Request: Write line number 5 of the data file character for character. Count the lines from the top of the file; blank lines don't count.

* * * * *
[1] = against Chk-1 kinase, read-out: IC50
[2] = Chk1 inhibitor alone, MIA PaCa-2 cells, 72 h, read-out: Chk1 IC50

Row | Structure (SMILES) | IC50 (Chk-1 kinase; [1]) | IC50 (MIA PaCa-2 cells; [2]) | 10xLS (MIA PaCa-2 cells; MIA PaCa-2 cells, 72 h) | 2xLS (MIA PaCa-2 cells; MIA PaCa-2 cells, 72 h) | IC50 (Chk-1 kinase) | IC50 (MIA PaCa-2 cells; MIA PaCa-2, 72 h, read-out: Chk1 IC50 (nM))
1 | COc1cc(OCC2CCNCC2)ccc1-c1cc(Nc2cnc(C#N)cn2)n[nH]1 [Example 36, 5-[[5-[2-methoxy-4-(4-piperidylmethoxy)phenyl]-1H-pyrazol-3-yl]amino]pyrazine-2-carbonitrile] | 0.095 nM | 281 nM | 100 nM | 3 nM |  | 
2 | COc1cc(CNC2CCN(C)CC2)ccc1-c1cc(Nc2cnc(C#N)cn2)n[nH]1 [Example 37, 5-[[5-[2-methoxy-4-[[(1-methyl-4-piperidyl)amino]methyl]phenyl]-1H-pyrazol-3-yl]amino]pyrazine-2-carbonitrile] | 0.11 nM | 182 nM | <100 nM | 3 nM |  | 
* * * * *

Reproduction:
2 | COc1cc(CNC2CCN(C)CC2)ccc1-c1cc(Nc2cnc(C#N)cn2)n[nH]1 [Example 37, 5-[[5-[2-methoxy-4-[[(1-methyl-4-piperidyl)amino]methyl]phenyl]-1H-pyrazol-3-yl]amino]pyrazine-2-carbonitrile] | 0.11 nM | 182 nM | <100 nM | 3 nM |  | 